The Clean Plate Club started out as a useful tool to reduce food waste but in the modern day it’s more of a danger than an aid. If you’re looking to turn in your membership, we’ve got some great tips.
As a kid, my parents congratulated my brother and me when we finished all the food our plates.
It was adorable when we asked for seconds. If we had food left on our plates and we said we were full, we were told to take one more bite.
My mom always insisted that we become members of the Clean Plate Club.
What is the Clean Plate Club?
The Clean Plate Club was actually a propaganda campaign that began i 1917 during food shortages and regulation around WWI.
Basically, there was a limited amount of food available so people were encourages to “clean their plates” to reduce waste. Historically, it made sense. You were never sure when your next meal would come, so finish the one you had.
The problem is, years later into a time when food was no longer a commodity that was in danger the clean plate club is still a problem.
Why is the Clean Plate Club bad?
It’s not bad perse. It’s just used improerly and encourages overeating and food problems. Kids are encouraged or worse, forced, to clear their plates and rewarded when they do so.
This creates multiple issues.
- Children are unable to listen to their own hunger cues.
- Children begin to associate meal times with over eating.
- Stress can occur around mealtimes, making them miserable for all involved. Read more about Dinner Battles here.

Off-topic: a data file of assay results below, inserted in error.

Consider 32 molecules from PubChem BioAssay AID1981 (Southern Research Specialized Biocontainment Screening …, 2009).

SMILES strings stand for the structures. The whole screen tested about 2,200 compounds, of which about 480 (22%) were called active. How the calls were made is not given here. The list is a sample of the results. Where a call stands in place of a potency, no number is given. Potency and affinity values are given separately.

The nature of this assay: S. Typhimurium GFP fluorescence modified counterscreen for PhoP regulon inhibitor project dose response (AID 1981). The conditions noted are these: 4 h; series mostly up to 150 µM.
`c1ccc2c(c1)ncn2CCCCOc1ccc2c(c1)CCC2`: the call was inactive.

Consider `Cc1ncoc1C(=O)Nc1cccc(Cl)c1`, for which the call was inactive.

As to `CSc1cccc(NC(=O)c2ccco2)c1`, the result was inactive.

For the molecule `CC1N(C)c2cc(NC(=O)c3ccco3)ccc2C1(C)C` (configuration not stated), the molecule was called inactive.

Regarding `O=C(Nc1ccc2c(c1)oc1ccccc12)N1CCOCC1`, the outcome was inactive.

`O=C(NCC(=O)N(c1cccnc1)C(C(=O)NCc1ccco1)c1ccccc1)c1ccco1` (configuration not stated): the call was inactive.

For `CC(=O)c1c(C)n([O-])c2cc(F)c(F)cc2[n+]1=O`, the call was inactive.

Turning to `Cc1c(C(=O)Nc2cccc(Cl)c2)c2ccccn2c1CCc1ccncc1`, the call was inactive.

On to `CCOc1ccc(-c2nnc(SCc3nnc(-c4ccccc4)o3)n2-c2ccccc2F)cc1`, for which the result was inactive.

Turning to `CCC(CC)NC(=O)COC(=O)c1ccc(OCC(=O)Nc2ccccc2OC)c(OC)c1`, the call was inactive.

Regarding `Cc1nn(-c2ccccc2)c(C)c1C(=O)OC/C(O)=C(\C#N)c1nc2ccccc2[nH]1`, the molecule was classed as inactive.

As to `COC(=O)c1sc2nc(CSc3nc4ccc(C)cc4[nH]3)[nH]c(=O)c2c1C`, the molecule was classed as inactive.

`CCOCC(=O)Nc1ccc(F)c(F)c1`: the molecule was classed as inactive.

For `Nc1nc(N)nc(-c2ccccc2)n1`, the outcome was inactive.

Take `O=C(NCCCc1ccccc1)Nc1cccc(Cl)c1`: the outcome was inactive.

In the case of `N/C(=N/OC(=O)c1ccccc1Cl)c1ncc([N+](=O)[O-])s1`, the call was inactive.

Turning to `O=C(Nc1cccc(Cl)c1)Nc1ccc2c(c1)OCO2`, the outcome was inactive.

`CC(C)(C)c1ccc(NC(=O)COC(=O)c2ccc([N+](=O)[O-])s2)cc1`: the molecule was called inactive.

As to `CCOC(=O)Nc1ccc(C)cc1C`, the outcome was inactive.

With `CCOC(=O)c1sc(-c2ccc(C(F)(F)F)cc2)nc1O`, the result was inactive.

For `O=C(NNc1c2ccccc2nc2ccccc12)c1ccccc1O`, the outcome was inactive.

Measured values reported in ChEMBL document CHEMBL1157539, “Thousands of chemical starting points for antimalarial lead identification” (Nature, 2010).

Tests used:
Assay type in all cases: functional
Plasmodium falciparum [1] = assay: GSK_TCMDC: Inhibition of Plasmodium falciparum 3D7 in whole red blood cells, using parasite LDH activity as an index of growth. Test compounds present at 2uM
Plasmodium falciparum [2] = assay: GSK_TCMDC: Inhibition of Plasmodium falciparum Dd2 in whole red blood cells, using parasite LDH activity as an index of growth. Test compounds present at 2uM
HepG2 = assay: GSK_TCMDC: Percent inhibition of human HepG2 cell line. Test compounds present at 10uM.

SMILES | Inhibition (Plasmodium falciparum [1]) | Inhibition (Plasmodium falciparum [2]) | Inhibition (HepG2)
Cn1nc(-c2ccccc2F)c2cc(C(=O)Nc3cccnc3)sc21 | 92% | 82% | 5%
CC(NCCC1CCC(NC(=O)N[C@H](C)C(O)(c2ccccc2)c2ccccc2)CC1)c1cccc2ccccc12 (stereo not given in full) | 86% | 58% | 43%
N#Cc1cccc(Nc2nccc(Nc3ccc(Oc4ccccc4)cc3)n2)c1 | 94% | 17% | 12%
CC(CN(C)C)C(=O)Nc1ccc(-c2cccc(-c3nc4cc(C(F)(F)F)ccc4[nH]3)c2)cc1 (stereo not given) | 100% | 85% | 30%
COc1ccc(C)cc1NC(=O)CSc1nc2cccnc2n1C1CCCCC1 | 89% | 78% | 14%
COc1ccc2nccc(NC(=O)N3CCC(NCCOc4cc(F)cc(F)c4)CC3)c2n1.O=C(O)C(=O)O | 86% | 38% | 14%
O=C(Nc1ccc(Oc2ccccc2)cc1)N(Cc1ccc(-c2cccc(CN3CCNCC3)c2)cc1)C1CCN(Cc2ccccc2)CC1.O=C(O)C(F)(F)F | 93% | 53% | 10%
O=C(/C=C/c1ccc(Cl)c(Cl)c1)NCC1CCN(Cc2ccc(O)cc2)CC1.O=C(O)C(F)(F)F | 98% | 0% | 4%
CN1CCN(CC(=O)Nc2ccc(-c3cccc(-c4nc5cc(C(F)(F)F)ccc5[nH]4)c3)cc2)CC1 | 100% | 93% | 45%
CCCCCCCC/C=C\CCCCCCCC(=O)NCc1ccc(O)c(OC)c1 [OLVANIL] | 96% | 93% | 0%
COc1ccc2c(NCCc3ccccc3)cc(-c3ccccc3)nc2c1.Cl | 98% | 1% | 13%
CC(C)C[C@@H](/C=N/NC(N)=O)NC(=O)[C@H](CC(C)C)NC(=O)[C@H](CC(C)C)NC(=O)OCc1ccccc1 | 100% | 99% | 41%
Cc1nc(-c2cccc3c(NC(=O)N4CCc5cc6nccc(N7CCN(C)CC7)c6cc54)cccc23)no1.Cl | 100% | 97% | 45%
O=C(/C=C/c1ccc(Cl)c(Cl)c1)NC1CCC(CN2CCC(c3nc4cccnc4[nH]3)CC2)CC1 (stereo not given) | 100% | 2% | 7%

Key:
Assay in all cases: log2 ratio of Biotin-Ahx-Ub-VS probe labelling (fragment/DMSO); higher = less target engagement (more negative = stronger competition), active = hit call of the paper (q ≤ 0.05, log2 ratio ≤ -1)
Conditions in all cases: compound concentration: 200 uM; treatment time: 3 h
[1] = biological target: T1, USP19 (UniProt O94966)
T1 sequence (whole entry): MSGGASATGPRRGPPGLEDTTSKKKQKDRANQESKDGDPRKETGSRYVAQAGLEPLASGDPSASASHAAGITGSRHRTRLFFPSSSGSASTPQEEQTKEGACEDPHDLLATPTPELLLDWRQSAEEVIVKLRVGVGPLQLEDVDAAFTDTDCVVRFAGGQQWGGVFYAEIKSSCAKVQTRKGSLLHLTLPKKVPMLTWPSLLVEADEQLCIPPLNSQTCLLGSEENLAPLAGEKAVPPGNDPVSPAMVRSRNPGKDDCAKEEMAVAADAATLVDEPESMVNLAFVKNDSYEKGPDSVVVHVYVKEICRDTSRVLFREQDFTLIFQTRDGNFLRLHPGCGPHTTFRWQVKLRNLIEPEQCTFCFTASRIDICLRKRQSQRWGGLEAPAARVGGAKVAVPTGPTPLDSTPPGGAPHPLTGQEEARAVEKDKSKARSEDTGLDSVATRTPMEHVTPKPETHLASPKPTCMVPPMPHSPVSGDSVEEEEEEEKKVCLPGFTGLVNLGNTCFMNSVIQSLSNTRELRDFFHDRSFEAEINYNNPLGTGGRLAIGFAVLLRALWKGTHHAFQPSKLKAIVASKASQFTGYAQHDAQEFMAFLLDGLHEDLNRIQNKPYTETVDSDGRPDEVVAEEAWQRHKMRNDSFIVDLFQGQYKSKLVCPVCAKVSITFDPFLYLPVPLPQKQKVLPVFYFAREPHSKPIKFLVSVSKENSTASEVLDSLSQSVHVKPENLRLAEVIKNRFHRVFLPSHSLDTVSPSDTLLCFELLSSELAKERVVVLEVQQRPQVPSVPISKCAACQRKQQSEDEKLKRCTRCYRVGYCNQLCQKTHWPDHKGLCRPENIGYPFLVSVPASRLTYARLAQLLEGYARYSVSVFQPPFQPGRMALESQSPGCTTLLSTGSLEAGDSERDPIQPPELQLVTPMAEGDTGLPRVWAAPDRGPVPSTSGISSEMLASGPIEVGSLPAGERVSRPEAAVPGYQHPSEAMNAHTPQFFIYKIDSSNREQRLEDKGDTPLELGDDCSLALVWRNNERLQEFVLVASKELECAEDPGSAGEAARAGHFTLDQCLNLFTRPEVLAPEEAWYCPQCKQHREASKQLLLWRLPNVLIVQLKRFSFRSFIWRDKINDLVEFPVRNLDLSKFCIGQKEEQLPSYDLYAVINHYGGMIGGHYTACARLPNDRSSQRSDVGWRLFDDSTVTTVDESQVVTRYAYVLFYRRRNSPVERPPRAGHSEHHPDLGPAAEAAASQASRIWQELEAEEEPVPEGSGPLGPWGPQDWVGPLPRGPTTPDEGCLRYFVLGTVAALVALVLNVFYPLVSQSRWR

Long story short, by forcing children to eat all of their food every meal, we are teaching them NOT to listen to their bodies. This can cause issues later on in life with overeating and possibly obesity.
How to “Quit” the Clean Plate Club?
Okay so you’ve found yourself in the trap but want to stop. What to do? We’ve got some tips.
For your kids:
The thought is pretty simple. Stop asking your kids to clear their plate before leaving the table! Focus on meal times as family time rather than “eating” time.
Set clear rules from the beginning around what they can and cannot do at the table and when they can leave.
At our house, the only rules are that I make only one meal and that they do not HAVE to eat, but they have to sit and be kind people.
It can be harder to stop clearing your plate regardless of hunger cues if you’ve been taught your whole life to do so. Here are some tips that might help.
- Listen to your body!! Stop when you are full.
- Remove restrictive rules. Snack when you’re hungry, Indulge in small meals if you’re not super hungry. The traditional meal and snack times need not apply.
- Serve smaller portions and go for seconds as needed.
- Drink more water! We often confuse hunger with thirst.
Removing yourself and your family from the habit of clearing your plate might not be simple, but in the long run it will pay off.
Either way, I’m shredding my gold membership card.
Are you a member of the Clean Plate Club? Do you have the Curse of the Clean Plate Club? Let me know in the comments!